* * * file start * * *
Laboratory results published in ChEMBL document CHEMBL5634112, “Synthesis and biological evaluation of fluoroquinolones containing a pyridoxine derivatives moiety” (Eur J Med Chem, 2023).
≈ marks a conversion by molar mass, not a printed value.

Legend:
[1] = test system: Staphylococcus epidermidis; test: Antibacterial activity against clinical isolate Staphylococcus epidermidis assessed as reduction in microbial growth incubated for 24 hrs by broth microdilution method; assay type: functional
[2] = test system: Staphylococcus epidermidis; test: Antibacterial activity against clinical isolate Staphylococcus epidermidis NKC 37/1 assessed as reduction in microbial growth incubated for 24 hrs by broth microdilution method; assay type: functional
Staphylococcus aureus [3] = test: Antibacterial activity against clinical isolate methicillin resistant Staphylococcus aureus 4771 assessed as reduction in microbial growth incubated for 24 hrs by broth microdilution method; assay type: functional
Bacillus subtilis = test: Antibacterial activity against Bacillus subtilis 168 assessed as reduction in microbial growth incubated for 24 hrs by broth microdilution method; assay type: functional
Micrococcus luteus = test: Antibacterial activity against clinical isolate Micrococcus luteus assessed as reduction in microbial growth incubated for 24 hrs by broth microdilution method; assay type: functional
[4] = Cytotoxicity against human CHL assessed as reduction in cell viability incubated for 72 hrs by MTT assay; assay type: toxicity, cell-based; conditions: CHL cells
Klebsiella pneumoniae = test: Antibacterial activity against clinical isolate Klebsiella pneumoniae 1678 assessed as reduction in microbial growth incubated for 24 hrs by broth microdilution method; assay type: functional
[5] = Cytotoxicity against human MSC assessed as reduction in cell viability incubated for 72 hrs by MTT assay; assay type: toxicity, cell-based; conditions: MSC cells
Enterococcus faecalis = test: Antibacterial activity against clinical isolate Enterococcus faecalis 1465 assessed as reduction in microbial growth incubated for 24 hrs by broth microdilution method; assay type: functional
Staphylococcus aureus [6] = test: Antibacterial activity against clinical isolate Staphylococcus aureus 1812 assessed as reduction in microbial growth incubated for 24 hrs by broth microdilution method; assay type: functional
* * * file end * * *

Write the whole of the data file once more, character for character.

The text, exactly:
Laboratory results published in ChEMBL document CHEMBL5634112, “Synthesis and biological evaluation of fluoroquinolones containing a pyridoxine derivatives moiety” (Eur J Med Chem, 2023).
≈ marks a conversion by molar mass, not a printed value.

Legend:
[1] = test system: Staphylococcus epidermidis; test: Antibacterial activity against clinical isolate Staphylococcus epidermidis assessed as reduction in microbial growth incubated for 24 hrs by broth microdilution method; assay type: functional
[2] = test system: Staphylococcus epidermidis; test: Antibacterial activity against clinical isolate Staphylococcus epidermidis NKC 37/1 assessed as reduction in microbial growth incubated for 24 hrs by broth microdilution method; assay type: functional
Staphylococcus aureus [3] = test: Antibacterial activity against clinical isolate methicillin resistant Staphylococcus aureus 4771 assessed as reduction in microbial growth incubated for 24 hrs by broth microdilution method; assay type: functional
Bacillus subtilis = test: Antibacterial activity against Bacillus subtilis 168 assessed as reduction in microbial growth incubated for 24 hrs by broth microdilution method; assay type: functional
Micrococcus luteus = test: Antibacterial activity against clinical isolate Micrococcus luteus assessed as reduction in microbial growth incubated for 24 hrs by broth microdilution method; assay type: functional
[4] = Cytotoxicity against human CHL assessed as reduction in cell viability incubated for 72 hrs by MTT assay; assay type: toxicity, cell-based; conditions: CHL cells
Klebsiella pneumoniae = test: Antibacterial activity against clinical isolate Klebsiella pneumoniae 1678 assessed as reduction in microbial growth incubated for 24 hrs by broth microdilution method; assay type: functional
[5] = Cytotoxicity against human MSC assessed as reduction in cell viability incubated for 72 hrs by MTT assay; assay type: toxicity, cell-based; conditions: MSC cells
Enterococcus faecalis = test: Antibacterial activity against clinical isolate Enterococcus faecalis 1465 assessed as reduction in microbial growth incubated for 24 hrs by broth microdilution method; assay type: functional
Staphylococcus aureus [6] = test: Antibacterial activity against clinical isolate Staphylococcus aureus 1812 assessed as reduction in microbial growth incubated for 24 hrs by broth microdilution method; assay type: functional